And remember, household goods are typically much more expensive in Alaska than the rest of the country, so replacing them may cost more than shipping them.

Use the Mail

It may sound odd, but shipping a few boxes of necessities through FedEx or the USPS may be a cost-effective alternative to traditional moving services.

And you can choose whether you’d like expedited or standard delivery and pay the associated price.

On the downside, some items are prohibited, and items shipped in boxes are more prone to damage than those in containers.

Frequently Asked Questions – FAQ

1. How much does it cost to move to Alaska?

With so many variables there’s no such thing as an average price to move to Alaska.

But prices can range from a few thousand dollars to $20,000 or more when moving the contents of a 3 or 4-bedroom home with a full-service mover.

2. What can’t I ship to Alaska?

Prohibited items on moves to Alaska are generally the same as they are for domestic and international moves – liquids, flammables, explosives, aerosols, corrosive, and marine pollutants.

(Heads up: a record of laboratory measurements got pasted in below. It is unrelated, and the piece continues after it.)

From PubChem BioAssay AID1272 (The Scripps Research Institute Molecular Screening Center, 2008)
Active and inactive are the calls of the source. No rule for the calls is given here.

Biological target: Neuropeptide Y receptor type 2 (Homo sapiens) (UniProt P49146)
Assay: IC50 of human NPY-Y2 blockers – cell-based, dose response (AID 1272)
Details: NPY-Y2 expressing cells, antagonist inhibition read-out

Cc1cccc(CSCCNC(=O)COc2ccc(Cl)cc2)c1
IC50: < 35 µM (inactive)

Ask your mover for a complete list of items that can’t go.

3. How do I move my car to Alaska?

The most common method for moving vehicles to Alaska is by ship.

Depending on its size and value, where you’re moving from, and your budget, you’ll have the option of putting it in an overseas container, or using Ro-Ro service, where it’ll be transported to the port via car hauler, unloaded and driven on to the ship.

Once in Alaska, the steps are reversed and it’s delivered to a company terminal or your new home.

See best car shipping companies

4. What is there to do in Alaska?

Though it’s most associated with snowmobiling, skiing, hunting, and fishing, Alaska has tons of museums, restaurants of all types, a symphony orchestra in Anchorage, and some of the world’s most stunning natural attractions, so boredom shouldn’t be an issue.